No sensible group of seafarers can continue to allow past hard feelings and grudges to drive wages lower and compromise their future.
Enough money heals all wounds, or at least makes you stop noticing the pain.
Whatever the highest paid senior union leaders who will continue working get paid now (isn’t it $200k to $300k) give them a $100,000 raise.
Whatever the union leaders who will give up their positions of power are making now, give them a $200,000 raise, and allow (or require) them to retire sooner with more money.
Another approach would be to pay off all the current senior union leadership bastards, and force them all into a very comfortable and immediate early retirement.
Then hire a former Secretary of Labor and a team of top labor lawyers to run the new Seafarer’s Guild with a clean slate.
As someone from the age where anything and everything can be done on the internet, couldn’t disagree more. Hiring halls might be a hassle, but I think they’re vital for a healthy union. Shooting the shit in hiring halls gave me more insight into what I was getting into than any amount of internet research could have.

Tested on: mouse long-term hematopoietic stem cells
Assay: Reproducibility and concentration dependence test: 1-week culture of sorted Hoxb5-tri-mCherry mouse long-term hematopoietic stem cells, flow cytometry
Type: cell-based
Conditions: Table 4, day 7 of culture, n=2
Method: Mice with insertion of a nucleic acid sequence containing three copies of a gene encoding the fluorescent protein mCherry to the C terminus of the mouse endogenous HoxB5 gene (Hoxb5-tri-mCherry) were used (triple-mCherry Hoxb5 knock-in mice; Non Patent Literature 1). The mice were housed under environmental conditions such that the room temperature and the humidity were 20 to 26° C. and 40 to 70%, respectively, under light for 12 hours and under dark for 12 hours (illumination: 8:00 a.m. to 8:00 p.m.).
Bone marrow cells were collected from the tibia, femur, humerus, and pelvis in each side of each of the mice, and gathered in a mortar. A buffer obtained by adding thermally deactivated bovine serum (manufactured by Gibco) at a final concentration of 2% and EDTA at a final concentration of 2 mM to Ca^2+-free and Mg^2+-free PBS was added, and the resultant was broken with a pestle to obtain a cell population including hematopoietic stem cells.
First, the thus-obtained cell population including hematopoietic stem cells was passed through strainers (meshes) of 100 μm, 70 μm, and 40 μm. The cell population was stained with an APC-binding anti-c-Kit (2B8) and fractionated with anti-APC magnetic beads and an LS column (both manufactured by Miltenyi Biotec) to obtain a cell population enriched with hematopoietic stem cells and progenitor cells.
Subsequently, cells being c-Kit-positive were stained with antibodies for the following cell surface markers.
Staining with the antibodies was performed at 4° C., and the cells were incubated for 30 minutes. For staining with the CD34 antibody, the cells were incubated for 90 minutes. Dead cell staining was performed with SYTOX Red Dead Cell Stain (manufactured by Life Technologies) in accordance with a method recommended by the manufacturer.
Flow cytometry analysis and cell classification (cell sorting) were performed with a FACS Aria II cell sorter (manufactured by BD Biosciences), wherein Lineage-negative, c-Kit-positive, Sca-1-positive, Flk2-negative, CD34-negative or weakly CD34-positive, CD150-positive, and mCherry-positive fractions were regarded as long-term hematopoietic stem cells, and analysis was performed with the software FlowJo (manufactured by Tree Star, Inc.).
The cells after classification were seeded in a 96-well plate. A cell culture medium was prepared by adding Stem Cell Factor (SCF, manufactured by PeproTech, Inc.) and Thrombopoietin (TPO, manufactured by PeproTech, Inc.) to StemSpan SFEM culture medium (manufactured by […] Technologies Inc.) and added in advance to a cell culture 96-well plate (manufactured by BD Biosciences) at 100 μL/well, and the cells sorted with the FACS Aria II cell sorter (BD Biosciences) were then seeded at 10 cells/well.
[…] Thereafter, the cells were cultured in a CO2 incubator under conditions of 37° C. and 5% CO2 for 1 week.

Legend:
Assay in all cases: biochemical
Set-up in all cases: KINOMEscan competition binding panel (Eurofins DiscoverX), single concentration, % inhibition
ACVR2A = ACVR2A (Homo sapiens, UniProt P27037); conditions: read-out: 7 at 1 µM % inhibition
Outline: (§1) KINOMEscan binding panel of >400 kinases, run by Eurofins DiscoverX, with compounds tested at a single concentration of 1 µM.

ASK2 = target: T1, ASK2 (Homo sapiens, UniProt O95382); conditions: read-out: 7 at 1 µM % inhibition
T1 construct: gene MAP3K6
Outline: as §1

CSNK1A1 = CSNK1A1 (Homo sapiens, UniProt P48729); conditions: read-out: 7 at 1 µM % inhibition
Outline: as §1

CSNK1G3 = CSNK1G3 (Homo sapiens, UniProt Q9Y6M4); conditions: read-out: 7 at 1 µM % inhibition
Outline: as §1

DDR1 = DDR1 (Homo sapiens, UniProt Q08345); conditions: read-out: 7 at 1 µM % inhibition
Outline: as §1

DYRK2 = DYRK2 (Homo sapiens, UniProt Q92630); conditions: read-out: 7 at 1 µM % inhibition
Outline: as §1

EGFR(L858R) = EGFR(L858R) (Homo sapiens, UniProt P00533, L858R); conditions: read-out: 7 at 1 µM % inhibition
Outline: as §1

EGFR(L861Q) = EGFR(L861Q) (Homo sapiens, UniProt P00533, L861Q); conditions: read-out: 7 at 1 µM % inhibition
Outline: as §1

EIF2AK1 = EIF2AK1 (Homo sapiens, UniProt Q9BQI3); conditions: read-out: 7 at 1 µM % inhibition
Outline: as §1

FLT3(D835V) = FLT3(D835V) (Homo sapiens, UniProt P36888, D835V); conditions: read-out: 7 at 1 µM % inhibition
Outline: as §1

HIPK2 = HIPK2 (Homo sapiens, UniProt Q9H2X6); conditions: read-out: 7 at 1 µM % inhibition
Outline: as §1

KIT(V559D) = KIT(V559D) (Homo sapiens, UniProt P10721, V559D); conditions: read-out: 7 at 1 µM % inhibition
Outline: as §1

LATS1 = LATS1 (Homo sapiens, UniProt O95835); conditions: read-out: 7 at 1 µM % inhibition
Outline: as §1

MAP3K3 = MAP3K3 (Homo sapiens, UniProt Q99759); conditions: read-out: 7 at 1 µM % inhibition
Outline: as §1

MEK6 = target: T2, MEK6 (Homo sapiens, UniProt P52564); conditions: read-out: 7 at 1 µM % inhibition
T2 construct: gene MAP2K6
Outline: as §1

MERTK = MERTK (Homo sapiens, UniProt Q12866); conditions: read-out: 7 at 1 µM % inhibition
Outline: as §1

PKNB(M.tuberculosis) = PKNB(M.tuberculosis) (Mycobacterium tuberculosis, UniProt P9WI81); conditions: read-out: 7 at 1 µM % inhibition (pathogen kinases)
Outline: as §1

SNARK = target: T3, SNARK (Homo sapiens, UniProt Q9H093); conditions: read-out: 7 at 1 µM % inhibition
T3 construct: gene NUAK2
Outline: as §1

Also, whenever I’ve run into an issue where I needed backup from the union, it was great to be on the phone with someone I know and see regularly, vs a random person at a national call center or website.
I Totally agree except real estate within a easy drive of most union halls is prohibitively expensive… and shooting the shit starts loosing value after a week or teo sitting in the hall.
That’s an excellent point.
I could see having some jobs on a national “eHall” board, and some jobs on traditional local boards.
Since there are now probably a dozen different maritime unions that probably have over 100 union halls, and several hundred union employees, it’s going to take years to digest and consolidate those union halls.
I don’t like the idea of spending half my life on a boat, and the other half hanging around a dreary rundown union hall in a bad neighborhood where I have to pay big city prices for a shitty hotel room, parking, and so on.